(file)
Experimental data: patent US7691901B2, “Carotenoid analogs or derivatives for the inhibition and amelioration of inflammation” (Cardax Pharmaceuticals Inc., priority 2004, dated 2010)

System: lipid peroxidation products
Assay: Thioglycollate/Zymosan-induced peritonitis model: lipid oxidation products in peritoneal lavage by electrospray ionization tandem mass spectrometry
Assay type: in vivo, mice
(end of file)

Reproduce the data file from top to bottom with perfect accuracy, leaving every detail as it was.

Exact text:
Experimental data: patent US7691901B2, “Carotenoid analogs or derivatives for the inhibition and amelioration of inflammation” (Cardax Pharmaceuticals Inc., priority 2004, dated 2010)

System: lipid peroxidation products
Assay: Thioglycollate/Zymosan-induced peritonitis model: lipid oxidation products in peritoneal lavage by electrospray ionization tandem mass spectrometry
Assay type: in vivo, mice